If you haven't read that New Yorker artlcle by Davidson, it's tremendous -- albeit very long (though you can probably skim through a few parts if the spirit moves you), and can read it here.
For a much shorter summary of Davidson's New Yorker article and earlier reporting on the subject by Kurt Eichenwald, here's a story today from RawStory about the history of it all, and its connection to the current, Trump terrorist-designation news.
Hey, we tries nots to steers ya wrong...
Here's how whirlwind the news is these days. About 10 days ago, I wrote here that I had another column planned, but some major news broke, so I put the story on hold. That story that broke, by the way, was Attorney General William Barr releasing his summary/not summary let on the Mueller Report. And since that day, the stories have just come flying off the shelves, and that original article has been pushed back so far that -- even though it's just 10 days ago -- it's old news and pointless at this point.
But even being "out of date," the point of it does show how far off the ledge the far right and Republican Party has gotten in its melting down against liberals and Democrats while trying to shore up its sinking ship of state, The U.S.S. Trump, and its failing fascist brand,
Without any comment, because none (especially at this point) are needed, these are all headlines from a single page that appeared on March 24 on the home page of RawStory, a standard, thoughtful, admittedly left-leaning news site I tend to check out. I am not making this up. This is not The Onion. It is not The National Enquirer or Breitbart News. I didn't change one word. It's just 10 headlines -- nothing more -- of that one day, word-for-word.
To be clear, these aren't the only headlines on the page. It's maybe half of them. There was other news mixed in. And certainly an editor chose to feature these stories. The point here though isn't that this is "all" the far-right thinks about, enables and does. It isn't. But that any of this is news ever is ghastly -- let alone all on the same day alone speaks volumes about far-right derangement.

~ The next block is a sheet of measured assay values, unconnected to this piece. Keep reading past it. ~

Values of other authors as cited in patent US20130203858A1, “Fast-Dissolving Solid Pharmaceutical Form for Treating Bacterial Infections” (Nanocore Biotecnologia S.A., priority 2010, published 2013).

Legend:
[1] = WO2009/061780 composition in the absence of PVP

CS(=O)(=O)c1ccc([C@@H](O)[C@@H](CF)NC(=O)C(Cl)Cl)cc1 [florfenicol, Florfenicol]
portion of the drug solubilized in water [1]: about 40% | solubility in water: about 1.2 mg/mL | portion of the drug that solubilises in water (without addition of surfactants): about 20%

Alan Dershowitz: Congress should be sued for investigating too much
Fox News pastor: Christians who follow Trump are spiritually superior to other believers
Devin Nunes rages Mueller report should be ‘burned up’
Rep. Jim Jordan comes unglued and demands FBI reveal ‘cabal’ of top agents who are out to get Trump
We’re not going to go there’: Chris Wallace shuts down Jason Chaffetz for veering into Mueller conspiracy theory
Ted Cruz melts down on CNN over possibility Democrats might still attempt to impeach Trump
Trump defender blows off prospect of Russian interference in Mueller report by blaming Obama
Fox News' Smear campaign against Alexandria Ocasio-Cortez is working
Trump’s billionaire pick for the United Nations has lavished donations on GOP senators who must approve her: report
Second Parkland shooting survivor commits suicide: police
Robert J. Elisberg is a two-time recipient of the Lucille Ball Award for comedy screenwriting. He's written for film, TV, the stage, and two best-selling novels, is a regular columnist for the Writers Guild of America and was for the Huffington Post. Among his other writing, he has a long-time column on technology (which he sometimes understands), and co-wrote a book on world travel. As a lyricist, he is a member of ASCAP, and has contributed to numerous publications.